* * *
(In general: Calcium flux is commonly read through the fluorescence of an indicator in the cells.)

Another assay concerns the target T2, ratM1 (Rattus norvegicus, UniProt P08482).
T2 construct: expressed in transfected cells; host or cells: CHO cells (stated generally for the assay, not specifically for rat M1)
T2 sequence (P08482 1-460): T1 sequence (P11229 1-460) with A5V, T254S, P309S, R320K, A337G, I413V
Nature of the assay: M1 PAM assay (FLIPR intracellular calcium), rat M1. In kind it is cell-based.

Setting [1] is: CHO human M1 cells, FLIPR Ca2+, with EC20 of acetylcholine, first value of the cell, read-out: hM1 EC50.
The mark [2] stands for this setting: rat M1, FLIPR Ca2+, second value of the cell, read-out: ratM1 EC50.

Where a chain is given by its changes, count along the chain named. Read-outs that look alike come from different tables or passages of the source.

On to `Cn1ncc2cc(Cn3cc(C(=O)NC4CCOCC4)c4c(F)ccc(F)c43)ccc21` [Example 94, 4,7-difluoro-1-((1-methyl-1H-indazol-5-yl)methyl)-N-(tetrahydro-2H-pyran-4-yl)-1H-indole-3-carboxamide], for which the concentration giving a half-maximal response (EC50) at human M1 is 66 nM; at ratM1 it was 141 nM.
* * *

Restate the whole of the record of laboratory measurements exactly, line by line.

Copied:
(In general: Calcium flux is commonly read through the fluorescence of an indicator in the cells.)

Another assay concerns the target T2, ratM1 (Rattus norvegicus, UniProt P08482).
T2 construct: expressed in transfected cells; host or cells: CHO cells (stated generally for the assay, not specifically for rat M1)
T2 sequence (P08482 1-460): T1 sequence (P11229 1-460) with A5V, T254S, P309S, R320K, A337G, I413V
Nature of the assay: M1 PAM assay (FLIPR intracellular calcium), rat M1. In kind it is cell-based.

Setting [1] is: CHO human M1 cells, FLIPR Ca2+, with EC20 of acetylcholine, first value of the cell, read-out: hM1 EC50.
The mark [2] stands for this setting: rat M1, FLIPR Ca2+, second value of the cell, read-out: ratM1 EC50.

Where a chain is given by its changes, count along the chain named. Read-outs that look alike come from different tables or passages of the source.

On to `Cn1ncc2cc(Cn3cc(C(=O)NC4CCOCC4)c4c(F)ccc(F)c43)ccc21` [Example 94, 4,7-difluoro-1-((1-methyl-1H-indazol-5-yl)methyl)-N-(tetrahydro-2H-pyran-4-yl)-1H-indole-3-carboxamide], for which the concentration giving a half-maximal response (EC50) at human M1 is 66 nM; at ratM1 it was 141 nM.